Parables: Surprise and the American Mind


The Parable of the Dishonest Manager

16 He also said to the disciples, “There was a rich man who had a manager, and charges were brought to him that this man was wasting his possessions. And he called him and said to him, ‘What is this that I hear about you? Turn in the account of your management, for you can no longer be manager.’ And the manager said to himself, ‘What shall I do, since my master is taking the management away from me? I am not strong enough to dig, and I am ashamed to beg. I have decided what to do, so that when I am removed from management, people may receive me into their houses.’ So, summoning his master’s debtors one by one, he said to the first, ‘How much do you owe my master?’ He said, ‘A hundred measures of oil.’ He said to him, ‘Take your bill, and sit down quickly and write fifty.’ Then he said to another, ‘And how much do you owe?’ He said, ‘A hundred measures of wheat.’ He said to him, ‘Take your bill, and write eighty.’ The master commended the dishonest manager [‘steward of unrighteousness’] for his shrewdness. For the sons of this world are more shrewd in dealing with their own generation than the sons of light. And I tell you, make friends for yourselves by means of unrighteous wealth [‘mammon of unrighteousness’], so that when it fails they may receive you into the eternal dwellings.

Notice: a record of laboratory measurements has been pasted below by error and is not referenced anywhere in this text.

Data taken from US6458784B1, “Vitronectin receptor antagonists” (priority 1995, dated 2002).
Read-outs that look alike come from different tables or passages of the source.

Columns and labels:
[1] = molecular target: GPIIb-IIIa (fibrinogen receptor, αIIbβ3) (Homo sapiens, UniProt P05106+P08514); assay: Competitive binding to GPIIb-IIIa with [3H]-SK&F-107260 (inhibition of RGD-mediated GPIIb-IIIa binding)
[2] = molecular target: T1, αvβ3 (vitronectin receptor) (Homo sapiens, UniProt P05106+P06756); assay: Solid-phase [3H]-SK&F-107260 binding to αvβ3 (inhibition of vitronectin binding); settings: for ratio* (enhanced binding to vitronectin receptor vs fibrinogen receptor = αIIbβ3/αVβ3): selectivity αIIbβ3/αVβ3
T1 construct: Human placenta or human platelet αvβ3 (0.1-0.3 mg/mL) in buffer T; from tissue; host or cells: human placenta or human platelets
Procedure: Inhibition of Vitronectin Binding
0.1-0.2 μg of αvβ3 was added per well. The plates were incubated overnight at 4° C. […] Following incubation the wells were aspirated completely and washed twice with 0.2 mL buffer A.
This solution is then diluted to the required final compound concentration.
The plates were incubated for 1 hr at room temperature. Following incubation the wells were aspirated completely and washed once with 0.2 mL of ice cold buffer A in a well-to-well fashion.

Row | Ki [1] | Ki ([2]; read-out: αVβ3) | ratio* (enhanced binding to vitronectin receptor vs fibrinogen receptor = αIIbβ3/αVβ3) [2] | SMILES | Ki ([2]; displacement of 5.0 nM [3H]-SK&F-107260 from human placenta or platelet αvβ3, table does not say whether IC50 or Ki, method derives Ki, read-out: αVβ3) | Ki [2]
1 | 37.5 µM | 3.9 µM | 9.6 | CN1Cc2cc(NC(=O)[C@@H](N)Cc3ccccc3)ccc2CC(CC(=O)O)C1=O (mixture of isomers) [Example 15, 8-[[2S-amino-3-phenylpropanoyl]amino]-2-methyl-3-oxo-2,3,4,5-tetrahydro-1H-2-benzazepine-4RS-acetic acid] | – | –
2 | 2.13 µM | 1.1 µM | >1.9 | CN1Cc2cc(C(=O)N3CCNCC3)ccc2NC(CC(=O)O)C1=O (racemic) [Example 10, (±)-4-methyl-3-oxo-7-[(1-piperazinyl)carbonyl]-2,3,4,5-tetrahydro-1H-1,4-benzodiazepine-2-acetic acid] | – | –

Luke 16, ESV

Sometimes, we miss the surprise in a parable simply because we do not know the Bible well–take the example of The Good Samaritan. See the previous post (below).

Other times, we let the surprise distract us from the point,

…As in the passage above. For decades I have heard Christians exclaim, ‘What?! The master praised this servant???”

(Perhaps our American focus on our own possessions contributes to missing the point.  Another factor can be a technical mindset that insists on deciphering every detail, cf parable of the mustard seed)

Often, a parable has a single point and Jesus drives it home in verse 9. We may miss the word play in our modern versions–“mammon (wealth) of unrighteousness” plays off the “steward of unrighteousness” in verse 8.

In the light of God’s eternal realm, we are to share passing wealth to aid those in need, now.*

“It [worldly wealth] is to be used to win friends, no doubt by almsgiving….the giving of alms is a testimony to the reality of discipleship and self-denial…” I. Howard Marshall, NIGTC

*Another irony–while the unrighteous steward made friends with those who had wealth for this life, we are to “make friends” of the poor with eternal life in mind.

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